U.S.-ASEAN Meeting is Philippine President Aquino’s First Trip Abroad
September 22, 2010
Almost three months after taking office on June 30, President Noynoy Aquino is this week making his first trip out of the Philippines, traveling to New York to address the UN General Assembly and to attend the 2nd U.S.-ASEAN Leaders’ Meeting, also known as the U.S.-ASEAN Summit, on September 24. He will round out his U.S. trip in California’s San Francisco Bay Area, where he plans to meet local business leaders, interact with the Filipino-American community, and address the gala dinner of the newly-established Philippine Development Foundation.
President Aquino is not a keen traveler, famously lacking a valid passport when he assumed office. In this, as in so many things, he is styled as the opposite of his predecessor, Gloria Macapagal-Arroyo, who was sharply criticized for traveling too much and for claiming her trips brought her country gains in aid, security, etc. President Aquino, who has made no secret that he believes his main challenges are domestic, vows to be frugal in traveling (with a 57-person delegation, much smaller than President Arroyo’s 100+-person entourage), and says he will only travel if he feels that concrete value will be gained in the areas of job creation and aid. As an example, having doubts about its utility, President Aquino decided against attending next month’s Asia-Europe Summit Meeting in Brussels.
The Philippines has over the years tried to diversify its foreign policy away from a narrow focus on its treaty ally, the United States. Thus, the Department of Foreign Affairs tried to arrange a quick trip to Indonesia and Vietnam before travel to the UN General Assembly, so that President Aquino’s first foreign destination would be an ASEAN-member country, rather than the U.S. But the fallout from the August 23 bus hostage crisis that left eight of 15 Chinese tourists dead hijacked Aquino’s attention, and his immediate travel plans. Now, it looks as though his travel to Vietnam will have to wait until the scheduled ASEAN Summit in Hanoi at the end of October. A trip to Japan for the annual Asia-Pacific Economic Cooperation meeting in November is the next confirmed trip on his foreign agenda.
President Aquino is certain to bring back some aid from this trip. In New York, he will witness the formal signing of the $434 million Compact with the Millennium Challenge Corporation, a grant designed to build rural roads, improve tax revenues, and alleviate poverty through conditional cash transfers (cash payments given to poor households that meet certain behavioral requirements). The Compact has been in development for years, but the Arroyo administration could not quite bring it to completion (due largely to U.S. government concerns about corruption in the Philippines – which President Aquino made his signature issue: his campaign slogan was “If No Corruption, No Poverty”).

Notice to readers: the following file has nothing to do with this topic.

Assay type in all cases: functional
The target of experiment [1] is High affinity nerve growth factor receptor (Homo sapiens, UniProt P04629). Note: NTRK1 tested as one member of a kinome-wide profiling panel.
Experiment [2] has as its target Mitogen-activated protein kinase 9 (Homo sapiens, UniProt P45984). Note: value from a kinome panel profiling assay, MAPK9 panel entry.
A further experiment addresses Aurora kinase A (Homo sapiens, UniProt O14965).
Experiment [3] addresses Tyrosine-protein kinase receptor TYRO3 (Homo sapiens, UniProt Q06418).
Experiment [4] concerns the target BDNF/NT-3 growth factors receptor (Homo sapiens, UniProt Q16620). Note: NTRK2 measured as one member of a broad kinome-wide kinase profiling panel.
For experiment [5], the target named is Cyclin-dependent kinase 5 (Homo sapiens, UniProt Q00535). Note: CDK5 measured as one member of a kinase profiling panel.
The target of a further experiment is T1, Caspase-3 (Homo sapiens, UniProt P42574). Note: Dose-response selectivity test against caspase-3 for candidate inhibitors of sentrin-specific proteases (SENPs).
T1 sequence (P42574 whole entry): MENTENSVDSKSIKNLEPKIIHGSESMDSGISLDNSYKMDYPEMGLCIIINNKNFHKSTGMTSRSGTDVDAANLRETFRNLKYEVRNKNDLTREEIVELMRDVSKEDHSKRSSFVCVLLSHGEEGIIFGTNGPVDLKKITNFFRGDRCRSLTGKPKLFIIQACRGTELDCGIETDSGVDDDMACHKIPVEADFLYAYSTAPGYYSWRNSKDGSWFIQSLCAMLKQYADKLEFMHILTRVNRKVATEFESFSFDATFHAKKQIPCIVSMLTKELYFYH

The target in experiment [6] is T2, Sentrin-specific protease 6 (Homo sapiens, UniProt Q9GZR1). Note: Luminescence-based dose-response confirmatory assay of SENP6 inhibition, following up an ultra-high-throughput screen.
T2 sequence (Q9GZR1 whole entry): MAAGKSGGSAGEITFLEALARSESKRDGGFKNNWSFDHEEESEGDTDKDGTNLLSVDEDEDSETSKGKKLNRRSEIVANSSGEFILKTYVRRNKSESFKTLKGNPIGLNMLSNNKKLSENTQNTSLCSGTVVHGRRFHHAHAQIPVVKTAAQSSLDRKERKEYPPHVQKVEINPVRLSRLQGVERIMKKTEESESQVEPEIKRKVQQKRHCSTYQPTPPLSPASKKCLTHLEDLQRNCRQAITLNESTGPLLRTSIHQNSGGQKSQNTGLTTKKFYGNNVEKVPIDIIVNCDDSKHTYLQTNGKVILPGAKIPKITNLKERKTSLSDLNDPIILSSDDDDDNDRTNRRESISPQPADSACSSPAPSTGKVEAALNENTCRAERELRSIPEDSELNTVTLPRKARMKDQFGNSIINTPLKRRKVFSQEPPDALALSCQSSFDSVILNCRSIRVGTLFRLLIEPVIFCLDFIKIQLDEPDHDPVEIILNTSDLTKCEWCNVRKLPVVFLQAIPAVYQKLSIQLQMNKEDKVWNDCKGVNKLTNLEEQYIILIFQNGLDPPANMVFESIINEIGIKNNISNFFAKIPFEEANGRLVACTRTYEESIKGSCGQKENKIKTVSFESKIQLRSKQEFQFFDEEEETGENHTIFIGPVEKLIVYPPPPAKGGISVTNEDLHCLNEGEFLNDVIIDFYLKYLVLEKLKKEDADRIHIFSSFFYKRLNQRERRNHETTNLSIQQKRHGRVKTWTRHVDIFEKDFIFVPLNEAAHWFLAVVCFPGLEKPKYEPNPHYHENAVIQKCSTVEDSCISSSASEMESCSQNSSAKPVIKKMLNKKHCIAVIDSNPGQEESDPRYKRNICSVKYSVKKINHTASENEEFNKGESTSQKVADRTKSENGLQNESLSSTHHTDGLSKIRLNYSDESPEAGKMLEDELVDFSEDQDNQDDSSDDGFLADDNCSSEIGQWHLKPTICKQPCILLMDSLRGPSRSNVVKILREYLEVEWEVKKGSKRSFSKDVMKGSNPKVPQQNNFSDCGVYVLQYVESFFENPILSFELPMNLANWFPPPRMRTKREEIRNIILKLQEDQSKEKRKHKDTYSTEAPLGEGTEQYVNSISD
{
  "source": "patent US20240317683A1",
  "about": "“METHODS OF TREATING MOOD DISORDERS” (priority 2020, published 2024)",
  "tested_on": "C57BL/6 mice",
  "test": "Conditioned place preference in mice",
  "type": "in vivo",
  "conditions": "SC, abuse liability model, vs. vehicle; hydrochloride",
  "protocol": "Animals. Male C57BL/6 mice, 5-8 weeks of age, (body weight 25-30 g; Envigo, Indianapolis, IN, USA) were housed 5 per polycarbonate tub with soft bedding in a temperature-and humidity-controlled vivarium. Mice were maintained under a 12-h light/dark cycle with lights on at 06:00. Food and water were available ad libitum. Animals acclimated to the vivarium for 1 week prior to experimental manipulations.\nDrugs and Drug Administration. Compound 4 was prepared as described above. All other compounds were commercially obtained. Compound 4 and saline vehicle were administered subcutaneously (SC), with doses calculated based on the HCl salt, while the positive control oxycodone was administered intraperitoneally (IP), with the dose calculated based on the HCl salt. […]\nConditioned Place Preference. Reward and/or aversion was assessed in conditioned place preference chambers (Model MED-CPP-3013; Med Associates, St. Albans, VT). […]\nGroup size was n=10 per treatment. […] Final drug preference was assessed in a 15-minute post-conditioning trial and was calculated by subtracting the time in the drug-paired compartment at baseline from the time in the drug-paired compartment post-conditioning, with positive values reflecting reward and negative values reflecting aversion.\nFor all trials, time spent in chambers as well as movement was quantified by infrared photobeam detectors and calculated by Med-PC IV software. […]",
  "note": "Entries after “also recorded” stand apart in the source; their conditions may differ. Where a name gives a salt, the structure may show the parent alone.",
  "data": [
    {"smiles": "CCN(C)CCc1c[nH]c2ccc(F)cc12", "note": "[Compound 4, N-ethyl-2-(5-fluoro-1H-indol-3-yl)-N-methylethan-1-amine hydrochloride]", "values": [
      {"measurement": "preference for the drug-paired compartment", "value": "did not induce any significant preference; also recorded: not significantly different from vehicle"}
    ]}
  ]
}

The U.S-ASEAN Summit itself will also be important, and not only because it will be the closest President Aquino gets to a meeting with President Obama. Just as important is the opportunity for ASEAN leaders to get to know President Aquino. In particular, his administration has agreed to have Malaysia continue as the facilitator for peace talks with the rebel Moro Islamic Liberation Front. Malaysia’s Prime Minister Najib Razak will take this opportunity to have a one-on-one with President Aquino to pave the way for the formal resumption of peace talks in October.
In the ASEAN context, it will be necessary, albeit uncomfortable, to address the ongoing debate surrounding the South China Sea. At the ASEAN Regional Forum in July, Secretary of State Hillary Clinton said the United States has “a national interest in freedom of navigation, open access to Asia’s maritime commons, and respect for international law in the South China Sea.” China’s repost was that such comments are “virtually an attack on China.” Not much was made of this in Philippine circles until Foreign Secretary Alberto Romulo (who was not at the Forum), was asked if he supported Secretary Clinton’s statements and replied, “It’s ASEAN and China. Can I make myself clear? It’s ASEAN and China. Is that clear enough?” Given that a number of other ASEAN countries had also raised the issue, some wondered if the Philippines was breaking ranks with ASEAN. The Philippines Department of Foreign Affairs later clarified privately that the Philippines welcomes expressions of views by all stakeholders, including the views expressed at the ASEAN Regional Forum by Secretary Clinton. Experts are predicting that a joint statement will be issued at this U.S.-ASEAN Summit, covering freedom of navigation, respect for international law, and reaffirmation of the 2002 “Declaration on the Conduct of Parties in the South China Sea.”
Relations with China go beyond the South China Sea, of course. President Aquino has expressed a wish to see Chinese leaders while in New York, a move that is particularly important in the wake of the bus hostage incident that left Chinese authorities questioning how the Philippines handled the situation. He has spoken of adding China to his upcoming travel schedule because “China has to be given its due course and due recognition.”
This is the point where President Noynoy Aquino, a president who wishes to focus on domestic concerns, finds himself drawn into international affairs and great power politics.
Steven Rood is The Asia Foundation’s country representative for the Philippines and Pacific Island Nations. He can be reached at email@example.com.
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